It is our opinion that a good Human Resource team would take responsibility to ensure the checks and balances are in place whether the services are in-house or outsourced. Outsourced or contracted services are the government department’s core business or at least will be contributing to the organisations core purpose and therefore this contribution needs to be measured. The unfortunate issue is that organisations have not integrated the organisational development and human resource management. If this was a combined function it could play a proactive role in providing guidance and support in developing, monitoring and controlling performance measures as well as insuring programs are integrated and supportive:
- HR policies and procedures, together with the monitoring is clearly a HR responsibility. However there is a wider responsibility for overseeing the development and maintenance of the wider organisations policy and procedure framework;
- The performance management system monitors the organisations success in the delivery of the strategic direction and the corresponding operational plans. A component of the performance measures deal with the “proof of compliance” to procedures and processes. This proof of compliance will involve operational audits that measure the compliance to the policies, procedures and processes.
A number of the organisations operational performance measures relies on the policies, procedures and proof of compliance (operational audits) together with the financial and operational delivery measures.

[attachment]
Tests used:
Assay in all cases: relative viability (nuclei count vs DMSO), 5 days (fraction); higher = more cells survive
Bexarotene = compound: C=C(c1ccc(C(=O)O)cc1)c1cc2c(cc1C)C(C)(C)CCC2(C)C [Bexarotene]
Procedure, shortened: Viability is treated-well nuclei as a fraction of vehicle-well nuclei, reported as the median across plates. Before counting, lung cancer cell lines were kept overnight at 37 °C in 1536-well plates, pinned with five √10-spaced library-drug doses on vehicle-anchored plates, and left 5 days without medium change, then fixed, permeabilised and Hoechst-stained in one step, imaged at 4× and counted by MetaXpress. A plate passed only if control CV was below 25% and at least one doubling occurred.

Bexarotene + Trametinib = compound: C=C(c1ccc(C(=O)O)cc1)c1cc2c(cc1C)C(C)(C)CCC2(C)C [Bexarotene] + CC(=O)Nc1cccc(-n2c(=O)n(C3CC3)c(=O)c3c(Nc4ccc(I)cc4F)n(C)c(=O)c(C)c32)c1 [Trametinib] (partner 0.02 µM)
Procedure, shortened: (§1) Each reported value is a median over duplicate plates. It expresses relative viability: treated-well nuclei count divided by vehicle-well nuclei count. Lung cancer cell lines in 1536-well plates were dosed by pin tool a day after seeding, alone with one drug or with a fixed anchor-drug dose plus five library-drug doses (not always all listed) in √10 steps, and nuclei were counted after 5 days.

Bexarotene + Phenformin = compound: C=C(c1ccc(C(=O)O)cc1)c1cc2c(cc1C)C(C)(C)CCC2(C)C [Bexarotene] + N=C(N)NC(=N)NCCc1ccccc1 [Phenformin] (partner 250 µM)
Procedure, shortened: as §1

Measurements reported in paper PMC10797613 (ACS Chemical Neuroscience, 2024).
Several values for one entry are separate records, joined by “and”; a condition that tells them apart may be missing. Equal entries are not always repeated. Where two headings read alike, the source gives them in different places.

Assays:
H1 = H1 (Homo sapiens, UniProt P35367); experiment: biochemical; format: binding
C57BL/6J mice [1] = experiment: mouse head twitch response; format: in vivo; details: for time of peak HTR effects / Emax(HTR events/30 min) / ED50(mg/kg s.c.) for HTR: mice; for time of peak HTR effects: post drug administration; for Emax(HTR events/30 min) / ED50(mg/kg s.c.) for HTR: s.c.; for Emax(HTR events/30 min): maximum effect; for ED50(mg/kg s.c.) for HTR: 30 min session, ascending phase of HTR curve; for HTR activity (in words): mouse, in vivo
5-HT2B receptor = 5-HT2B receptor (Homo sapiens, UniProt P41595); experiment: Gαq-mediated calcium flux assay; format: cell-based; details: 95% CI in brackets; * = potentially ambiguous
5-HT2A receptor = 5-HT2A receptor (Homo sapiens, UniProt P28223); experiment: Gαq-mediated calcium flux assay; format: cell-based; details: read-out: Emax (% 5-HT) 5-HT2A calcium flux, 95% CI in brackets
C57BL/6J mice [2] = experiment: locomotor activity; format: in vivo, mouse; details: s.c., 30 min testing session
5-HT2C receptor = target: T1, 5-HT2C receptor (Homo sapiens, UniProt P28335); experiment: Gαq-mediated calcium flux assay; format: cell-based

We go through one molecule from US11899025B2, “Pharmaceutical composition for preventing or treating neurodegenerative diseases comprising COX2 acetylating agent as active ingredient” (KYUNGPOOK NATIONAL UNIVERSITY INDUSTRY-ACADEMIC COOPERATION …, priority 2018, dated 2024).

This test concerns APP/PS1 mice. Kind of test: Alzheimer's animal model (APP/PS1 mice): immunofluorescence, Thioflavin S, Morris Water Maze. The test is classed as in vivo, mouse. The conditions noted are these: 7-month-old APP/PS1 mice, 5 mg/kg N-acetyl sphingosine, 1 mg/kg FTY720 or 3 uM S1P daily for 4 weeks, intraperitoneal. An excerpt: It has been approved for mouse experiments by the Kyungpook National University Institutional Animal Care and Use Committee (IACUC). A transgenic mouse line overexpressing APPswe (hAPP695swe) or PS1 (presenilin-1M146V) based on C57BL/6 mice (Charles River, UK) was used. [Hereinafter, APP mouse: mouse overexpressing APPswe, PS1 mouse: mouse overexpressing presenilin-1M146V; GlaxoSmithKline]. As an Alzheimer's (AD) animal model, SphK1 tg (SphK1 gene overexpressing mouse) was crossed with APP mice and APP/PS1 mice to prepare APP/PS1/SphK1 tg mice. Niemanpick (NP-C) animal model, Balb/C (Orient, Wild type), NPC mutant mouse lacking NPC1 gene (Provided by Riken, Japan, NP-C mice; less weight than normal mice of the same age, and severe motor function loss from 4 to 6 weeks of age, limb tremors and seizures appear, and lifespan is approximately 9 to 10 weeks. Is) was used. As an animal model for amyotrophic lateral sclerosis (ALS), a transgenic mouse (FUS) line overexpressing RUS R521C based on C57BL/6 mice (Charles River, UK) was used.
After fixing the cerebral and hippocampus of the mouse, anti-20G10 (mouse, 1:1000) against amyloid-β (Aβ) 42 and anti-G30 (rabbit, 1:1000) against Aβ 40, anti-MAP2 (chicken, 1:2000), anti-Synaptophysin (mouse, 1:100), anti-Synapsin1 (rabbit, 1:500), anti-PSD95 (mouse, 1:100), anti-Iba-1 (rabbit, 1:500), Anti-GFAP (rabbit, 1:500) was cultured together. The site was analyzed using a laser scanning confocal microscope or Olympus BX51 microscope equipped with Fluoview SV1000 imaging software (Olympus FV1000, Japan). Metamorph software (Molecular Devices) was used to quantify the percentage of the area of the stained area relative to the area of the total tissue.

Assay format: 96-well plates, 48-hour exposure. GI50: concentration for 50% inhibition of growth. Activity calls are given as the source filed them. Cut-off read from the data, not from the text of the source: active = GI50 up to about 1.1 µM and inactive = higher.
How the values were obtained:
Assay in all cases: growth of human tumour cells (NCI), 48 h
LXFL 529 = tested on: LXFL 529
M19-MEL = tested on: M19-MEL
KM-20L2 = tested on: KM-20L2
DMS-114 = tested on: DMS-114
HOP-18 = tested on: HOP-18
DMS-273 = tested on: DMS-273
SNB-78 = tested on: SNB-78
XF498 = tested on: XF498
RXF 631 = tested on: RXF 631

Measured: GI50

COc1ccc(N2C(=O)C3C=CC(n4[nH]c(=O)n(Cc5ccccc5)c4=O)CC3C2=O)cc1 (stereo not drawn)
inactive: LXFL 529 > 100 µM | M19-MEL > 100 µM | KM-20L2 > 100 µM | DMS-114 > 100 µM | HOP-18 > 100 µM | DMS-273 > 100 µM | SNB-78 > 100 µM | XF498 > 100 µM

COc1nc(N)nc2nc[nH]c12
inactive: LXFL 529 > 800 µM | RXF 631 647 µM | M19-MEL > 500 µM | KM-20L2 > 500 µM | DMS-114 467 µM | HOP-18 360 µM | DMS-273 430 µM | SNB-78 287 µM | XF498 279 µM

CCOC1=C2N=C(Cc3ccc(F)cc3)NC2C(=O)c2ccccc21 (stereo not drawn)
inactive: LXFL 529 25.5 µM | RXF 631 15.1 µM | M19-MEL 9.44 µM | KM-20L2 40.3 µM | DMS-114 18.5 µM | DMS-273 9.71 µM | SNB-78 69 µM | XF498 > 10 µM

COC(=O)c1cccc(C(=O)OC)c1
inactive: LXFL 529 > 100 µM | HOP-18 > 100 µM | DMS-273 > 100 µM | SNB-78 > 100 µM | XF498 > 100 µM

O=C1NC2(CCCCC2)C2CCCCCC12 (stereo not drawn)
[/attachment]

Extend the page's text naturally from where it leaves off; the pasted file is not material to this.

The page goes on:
In all the cases the ABC 4-Corners programs exposed, there does not seem to be anyone taking responsibility for the outcomes. Therefore HR has to take a degree of responsibility for the disasters and in these cases the impact on the “clients” and their families. While we sit in front of the TV and watch these horror stories I am sure there are nice stories as well.
If the tertiary education, “resi-care” and disability group homes had been outsourced using an outcome-based approach that includes a comprehensive performance management system, these situations would be less likely to have occurred and fewer opportunities for shocking stories. The performance measures would need to incorporate operational audits, then the reported disasters could have been minimised if not eliminated.
Outsourced services must be managed as well as, if not better than, if the services were delivered in house. An appropriate performance management system must include measures that are supported by the policies, procedures and proof of compliance. The talk over the past couple of days about installing cameras in the group homes may assist in gathering “evidence” and may reduce the opportunity for the abuse but this is not an ideal outcome approach and certainly will not protect all the clients. This is a symptom band-aide and not a cure for the cause which goes back to the approach to the outsourcing or privatisation of the services. The correct solution is the establishment of the proper checks and balances on each stakeholder’s outcomes – whether the provider, the “clients”, the family or the government.
The sad aspect of all of these programs is that, if basic good governance and sound management practices had been applied, then the disastrous situations that have impacted on so many people’s lives could have been avoided or at least minimised. If this article can make the slightest difference in any of these outsourced community services then we will have been some contribution.
Maxumise Consulting Pty Ltd